Do you cringe at the sound of someone chewing gum, slurping soup, or clicking their pen? Do certain sounds make you feel angry or anxious, even when others seem unaffected? If so, you might have misophonia.
Misophonia, or selective sound sensitivity syndrome, is a neurological condition that affects millions of people worldwide. It can cause extreme emotional and physiological reactions to specific sounds, leading to significant distress and impairment in daily life.
We're often ridiculed, dismissed, or shamed because, well, it's a condition that sounds like no big deal. But research and therapies are showing that there is more behind it than an annoyance of sounds. There are neurological and epigenetic components, and clinicians are looking at therapies influenced by ones used for PTSD and complex trauma.
In this talk, I'll explore the science behind misophonia, from its causes and symptoms to the latest research on treatment options. But I want to spend most of the time sharing stories of our experiences. It's kind of surreal how many of our past experiences are similar. And yes, that includes frayed and damaged relationships with family and friends.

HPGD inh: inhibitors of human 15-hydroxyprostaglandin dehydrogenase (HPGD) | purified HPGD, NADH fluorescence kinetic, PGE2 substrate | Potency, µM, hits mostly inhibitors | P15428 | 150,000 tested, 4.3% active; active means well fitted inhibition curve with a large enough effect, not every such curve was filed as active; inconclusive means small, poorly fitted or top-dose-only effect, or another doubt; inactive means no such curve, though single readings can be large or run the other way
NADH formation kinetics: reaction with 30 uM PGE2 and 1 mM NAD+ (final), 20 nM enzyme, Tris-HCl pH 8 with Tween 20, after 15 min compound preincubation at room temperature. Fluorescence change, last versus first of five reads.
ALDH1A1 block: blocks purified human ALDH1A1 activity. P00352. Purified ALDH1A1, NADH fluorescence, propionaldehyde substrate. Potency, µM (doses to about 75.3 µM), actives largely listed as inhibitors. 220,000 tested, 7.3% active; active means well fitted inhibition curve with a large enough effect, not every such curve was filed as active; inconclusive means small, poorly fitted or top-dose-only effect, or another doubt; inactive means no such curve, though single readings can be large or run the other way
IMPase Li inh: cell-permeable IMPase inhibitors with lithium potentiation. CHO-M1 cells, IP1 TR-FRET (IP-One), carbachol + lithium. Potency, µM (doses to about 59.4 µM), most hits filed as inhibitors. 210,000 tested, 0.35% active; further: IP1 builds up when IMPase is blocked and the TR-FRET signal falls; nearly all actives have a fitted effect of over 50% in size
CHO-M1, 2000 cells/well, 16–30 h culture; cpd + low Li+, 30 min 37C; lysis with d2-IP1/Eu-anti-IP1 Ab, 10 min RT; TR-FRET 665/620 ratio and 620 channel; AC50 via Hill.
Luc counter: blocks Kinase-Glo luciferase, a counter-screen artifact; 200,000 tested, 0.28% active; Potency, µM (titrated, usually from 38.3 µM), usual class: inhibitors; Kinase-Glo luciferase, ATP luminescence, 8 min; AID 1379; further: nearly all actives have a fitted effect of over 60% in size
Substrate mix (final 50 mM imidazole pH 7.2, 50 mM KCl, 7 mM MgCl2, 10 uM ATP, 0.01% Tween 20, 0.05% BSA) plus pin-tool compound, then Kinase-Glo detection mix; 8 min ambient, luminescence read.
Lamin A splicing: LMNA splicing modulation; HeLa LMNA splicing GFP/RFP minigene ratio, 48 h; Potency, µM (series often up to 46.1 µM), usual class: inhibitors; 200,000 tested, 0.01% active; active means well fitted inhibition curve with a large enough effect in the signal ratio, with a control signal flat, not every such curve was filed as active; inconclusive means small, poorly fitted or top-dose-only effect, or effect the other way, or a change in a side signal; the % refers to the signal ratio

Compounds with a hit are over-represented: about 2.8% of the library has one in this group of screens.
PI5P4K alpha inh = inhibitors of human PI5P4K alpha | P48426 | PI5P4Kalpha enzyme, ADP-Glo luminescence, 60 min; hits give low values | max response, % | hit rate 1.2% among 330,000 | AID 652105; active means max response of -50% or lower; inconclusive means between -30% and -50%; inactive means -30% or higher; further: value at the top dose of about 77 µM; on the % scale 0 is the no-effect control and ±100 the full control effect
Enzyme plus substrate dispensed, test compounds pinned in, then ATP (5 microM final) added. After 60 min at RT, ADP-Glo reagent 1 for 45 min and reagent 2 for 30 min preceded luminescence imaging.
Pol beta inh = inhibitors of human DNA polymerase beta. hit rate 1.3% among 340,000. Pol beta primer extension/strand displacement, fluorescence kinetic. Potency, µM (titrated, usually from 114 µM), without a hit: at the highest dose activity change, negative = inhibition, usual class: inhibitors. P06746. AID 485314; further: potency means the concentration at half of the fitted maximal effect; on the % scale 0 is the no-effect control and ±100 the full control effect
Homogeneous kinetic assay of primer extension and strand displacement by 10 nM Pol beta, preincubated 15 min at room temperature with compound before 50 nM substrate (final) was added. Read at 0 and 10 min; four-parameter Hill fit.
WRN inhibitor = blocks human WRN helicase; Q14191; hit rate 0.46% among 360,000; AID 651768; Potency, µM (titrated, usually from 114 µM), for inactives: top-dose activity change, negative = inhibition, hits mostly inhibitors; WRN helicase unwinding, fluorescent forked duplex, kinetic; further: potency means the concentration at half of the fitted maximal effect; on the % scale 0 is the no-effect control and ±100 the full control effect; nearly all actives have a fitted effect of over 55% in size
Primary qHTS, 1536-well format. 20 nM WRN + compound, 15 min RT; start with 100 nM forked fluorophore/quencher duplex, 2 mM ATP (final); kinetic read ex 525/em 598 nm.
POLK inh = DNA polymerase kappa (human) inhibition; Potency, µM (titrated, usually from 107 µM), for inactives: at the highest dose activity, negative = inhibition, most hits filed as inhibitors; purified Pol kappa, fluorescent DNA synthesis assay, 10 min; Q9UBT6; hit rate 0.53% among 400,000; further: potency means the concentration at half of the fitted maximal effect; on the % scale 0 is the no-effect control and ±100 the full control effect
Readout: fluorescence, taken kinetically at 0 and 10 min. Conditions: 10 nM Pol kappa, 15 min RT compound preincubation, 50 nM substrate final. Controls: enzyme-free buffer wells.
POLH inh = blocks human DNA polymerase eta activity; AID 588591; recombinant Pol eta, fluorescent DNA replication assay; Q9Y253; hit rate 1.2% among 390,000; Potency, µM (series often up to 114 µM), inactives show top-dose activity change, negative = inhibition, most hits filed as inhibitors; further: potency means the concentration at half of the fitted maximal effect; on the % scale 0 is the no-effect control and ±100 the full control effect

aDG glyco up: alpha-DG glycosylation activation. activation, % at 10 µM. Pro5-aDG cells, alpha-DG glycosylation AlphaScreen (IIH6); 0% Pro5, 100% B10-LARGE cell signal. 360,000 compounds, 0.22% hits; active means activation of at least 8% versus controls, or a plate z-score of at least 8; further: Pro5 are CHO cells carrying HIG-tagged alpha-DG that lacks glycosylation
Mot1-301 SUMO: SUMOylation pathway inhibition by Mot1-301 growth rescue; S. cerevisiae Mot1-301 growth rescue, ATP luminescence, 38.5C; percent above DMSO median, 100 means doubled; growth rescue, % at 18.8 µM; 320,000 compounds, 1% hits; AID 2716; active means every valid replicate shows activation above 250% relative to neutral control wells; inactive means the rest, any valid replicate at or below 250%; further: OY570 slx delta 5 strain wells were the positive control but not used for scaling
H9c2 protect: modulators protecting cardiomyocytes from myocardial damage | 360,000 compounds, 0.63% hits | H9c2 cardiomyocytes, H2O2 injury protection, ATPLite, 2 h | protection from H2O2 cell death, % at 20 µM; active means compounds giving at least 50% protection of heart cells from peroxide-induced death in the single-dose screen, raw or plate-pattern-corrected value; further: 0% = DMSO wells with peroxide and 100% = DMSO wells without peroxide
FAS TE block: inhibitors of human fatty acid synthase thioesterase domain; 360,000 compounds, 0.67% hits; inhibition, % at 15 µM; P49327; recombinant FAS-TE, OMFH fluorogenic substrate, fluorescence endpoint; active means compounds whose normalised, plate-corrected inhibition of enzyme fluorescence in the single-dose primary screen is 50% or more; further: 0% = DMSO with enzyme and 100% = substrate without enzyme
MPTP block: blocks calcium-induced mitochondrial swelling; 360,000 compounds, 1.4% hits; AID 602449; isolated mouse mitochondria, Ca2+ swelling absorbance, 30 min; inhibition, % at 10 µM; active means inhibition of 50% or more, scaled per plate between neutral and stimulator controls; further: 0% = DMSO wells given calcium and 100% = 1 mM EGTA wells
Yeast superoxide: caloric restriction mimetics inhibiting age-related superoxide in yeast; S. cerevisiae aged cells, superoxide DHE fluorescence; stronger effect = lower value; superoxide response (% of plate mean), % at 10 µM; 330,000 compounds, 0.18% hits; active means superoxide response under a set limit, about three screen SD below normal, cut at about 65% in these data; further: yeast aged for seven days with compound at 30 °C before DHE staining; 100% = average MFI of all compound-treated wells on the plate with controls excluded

I am also co-author on an upcoming book published by Bloomsbury, along with a clinician and researcher at Oxford University. This is the first book about misophonia by a major publisher.
Join us to learn more about this often-misunderstood condition and feel free to email me at email@example.com
Head of Engineering at The Folklore. The premier wholesale platform to discover diverse and sustainable brands in global markets/
Founder/Principal at Lab 1908, a startup studio in St. Paul.
Investor/advisor at a bunch of startups around Twin Cities and San Francisco.
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